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The current study postulated that fans' social identities (derived from the team sport clubs of which they perceive themselves to be members) coexist with their personal…
The current study postulated that fans' social identities (derived from the team sport clubs of which they perceive themselves to be members) coexist with their personal identities (derived from views of themselves as unique, individual sport fans). The study examined the relationship between identity salience and both positive and negative aspects of fans' attitudes, emotions and behaviours.
Seven hundred and twelve (712) Israeli professional football fans participated in this study. The study employed a survey drawn from an Internet panel with more than fifty thousand members.
Utilizing structural equation modelling (SEM), the authors demonstrated that while social identity salience is related to positive aspects of being a sport fan (love of a favourite team and loyalty), it is also related to negative aspects of being a sport fan (hatred and perceptions of the appropriateness of fan aggression). Personal identity salience was found to be related to the decrease in negative outcomes of being a fan (hatred and perceptions of the appropriateness of fan aggression).
Marketers and sport organizations will benefit from stimulating sport fans' personal identity salience to mitigate possible negative consequences of team affiliation.
The current study expands upon past sport management studies by demonstrating the existence of relationships between sport fans' identity salience and their emotions, attitudes and behaviours. The identity salience of fans is relevant from both academic and applicative perspectives.
This paper aims to theorize counterfeit luxury consumption among millennials from a generational identity perspective.
This paper aims to theorize counterfeit luxury consumption among millennials from a generational identity perspective.
The paper proposes and tests a model of counterfeit buying behavior using an online survey of 467 millennial respondents. The study uses multi-item measures from the extant literature and uses the structural equation modeling technique to test the proposed hypotheses.
The findings reveal when millennials have a self-defining relationship with their generation, they tend to internalize the generational norm pertaining to counterfeit luxury consumption. Millennials’ counterfeit related values: market mavenism, postmodernism, schadenfreude and public self-consciousness contribute to their generational identity. Moreover, market mavenism, cool consumption and public self-consciousness establish counterfeit luxury consumption as a generational norm.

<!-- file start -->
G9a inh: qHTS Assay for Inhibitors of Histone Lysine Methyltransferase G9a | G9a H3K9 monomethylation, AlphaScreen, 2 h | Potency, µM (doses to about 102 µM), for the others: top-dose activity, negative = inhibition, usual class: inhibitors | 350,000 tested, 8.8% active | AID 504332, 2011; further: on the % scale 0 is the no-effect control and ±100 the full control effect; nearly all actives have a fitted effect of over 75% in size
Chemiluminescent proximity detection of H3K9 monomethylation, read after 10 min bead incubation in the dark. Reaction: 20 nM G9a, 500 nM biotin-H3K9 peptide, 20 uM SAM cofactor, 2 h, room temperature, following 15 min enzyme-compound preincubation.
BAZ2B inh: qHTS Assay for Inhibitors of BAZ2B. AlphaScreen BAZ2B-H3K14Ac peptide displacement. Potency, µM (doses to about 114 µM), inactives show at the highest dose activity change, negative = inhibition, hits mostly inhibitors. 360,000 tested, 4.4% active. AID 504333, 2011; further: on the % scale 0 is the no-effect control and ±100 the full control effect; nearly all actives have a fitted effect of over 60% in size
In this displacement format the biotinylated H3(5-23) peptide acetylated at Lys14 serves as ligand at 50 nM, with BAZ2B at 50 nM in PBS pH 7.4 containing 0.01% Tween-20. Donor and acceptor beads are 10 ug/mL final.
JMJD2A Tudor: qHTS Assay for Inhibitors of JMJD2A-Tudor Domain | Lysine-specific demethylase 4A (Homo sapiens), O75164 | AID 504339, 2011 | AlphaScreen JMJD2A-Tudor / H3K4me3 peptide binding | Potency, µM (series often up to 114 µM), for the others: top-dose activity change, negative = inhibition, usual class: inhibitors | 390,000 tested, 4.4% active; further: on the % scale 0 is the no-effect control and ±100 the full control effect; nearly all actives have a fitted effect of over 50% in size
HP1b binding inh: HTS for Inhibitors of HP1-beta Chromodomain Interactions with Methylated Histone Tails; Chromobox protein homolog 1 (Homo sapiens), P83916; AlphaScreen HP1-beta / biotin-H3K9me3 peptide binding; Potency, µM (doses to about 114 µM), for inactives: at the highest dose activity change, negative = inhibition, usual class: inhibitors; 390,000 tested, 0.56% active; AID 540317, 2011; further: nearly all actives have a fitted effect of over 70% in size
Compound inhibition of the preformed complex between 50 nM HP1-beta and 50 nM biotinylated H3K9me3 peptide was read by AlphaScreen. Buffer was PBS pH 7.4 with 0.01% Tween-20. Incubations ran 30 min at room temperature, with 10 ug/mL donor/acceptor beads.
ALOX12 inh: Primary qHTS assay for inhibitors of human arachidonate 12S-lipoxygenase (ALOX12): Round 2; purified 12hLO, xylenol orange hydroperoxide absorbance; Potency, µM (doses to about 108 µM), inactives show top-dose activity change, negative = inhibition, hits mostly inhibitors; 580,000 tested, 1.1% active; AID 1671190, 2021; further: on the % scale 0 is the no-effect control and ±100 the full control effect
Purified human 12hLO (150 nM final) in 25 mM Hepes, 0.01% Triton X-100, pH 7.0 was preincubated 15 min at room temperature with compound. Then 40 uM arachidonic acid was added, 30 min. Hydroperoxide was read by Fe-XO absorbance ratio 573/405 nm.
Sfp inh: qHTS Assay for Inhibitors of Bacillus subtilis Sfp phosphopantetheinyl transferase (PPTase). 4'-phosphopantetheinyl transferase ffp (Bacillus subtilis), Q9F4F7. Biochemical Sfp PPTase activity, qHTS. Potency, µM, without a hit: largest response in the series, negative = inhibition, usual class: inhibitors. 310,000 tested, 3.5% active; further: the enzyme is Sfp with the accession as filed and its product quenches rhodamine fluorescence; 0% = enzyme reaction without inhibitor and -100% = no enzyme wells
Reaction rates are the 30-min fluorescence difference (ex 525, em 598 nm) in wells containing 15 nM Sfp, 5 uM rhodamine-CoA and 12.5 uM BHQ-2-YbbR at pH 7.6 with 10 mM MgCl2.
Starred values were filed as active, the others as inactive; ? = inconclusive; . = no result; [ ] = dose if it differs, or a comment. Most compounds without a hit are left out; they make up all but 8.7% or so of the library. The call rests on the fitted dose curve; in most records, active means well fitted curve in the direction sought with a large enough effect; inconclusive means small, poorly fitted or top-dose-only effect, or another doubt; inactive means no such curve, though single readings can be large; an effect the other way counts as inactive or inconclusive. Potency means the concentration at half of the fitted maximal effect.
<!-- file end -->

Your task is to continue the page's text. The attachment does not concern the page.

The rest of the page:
The findings of this paper suggest that the expertise and influence of market mavens can be used to deter counterfeit consumption. Moreover, luxury brands must communicate a cool image to offset the rebellious image of counterfeits. Further, from a standardization versus adaption standpoint, the generational perspective allows for the standardization of anti-counterfeiting campaigns.
The paper makes a novel contribution to the counterfeiting literature by demonstrating that millennials pursue counterfeit luxury brands when they pledge cognitive allegiance to their generation. The paper, thus, extends the identity perspective of counterfeit luxury consumption to group contexts. The authors also test and validate the role of descriptive norms in group contexts by introducing the construct generational norm to counterfeiting literature.
The authors theorize the role that identity, and especially collective identity, plays in the creation of new institutions. The authors begin by reviewing the literature…
The authors theorize the role that identity, and especially collective identity, plays in the creation of new institutions. The authors begin by reviewing the literature on social movements, focusing on identity movements; from this, the authors extract and explore the role of identity in collective action and institutional formation. The authors propose that identity and lifestyle movements create institutions that furnish the necessary cultural tools to support and enact a given identity. As an example of this process, the authors examine Martha Stewart’s cultivation of a lifestyle-driven brand. The authors discuss the implications of their work on social movement theory and institutional theory.
Purpose – In this chapter, we outline early sociological thinking on time rooted in various philosophies of time and review the relatively current research in the area of…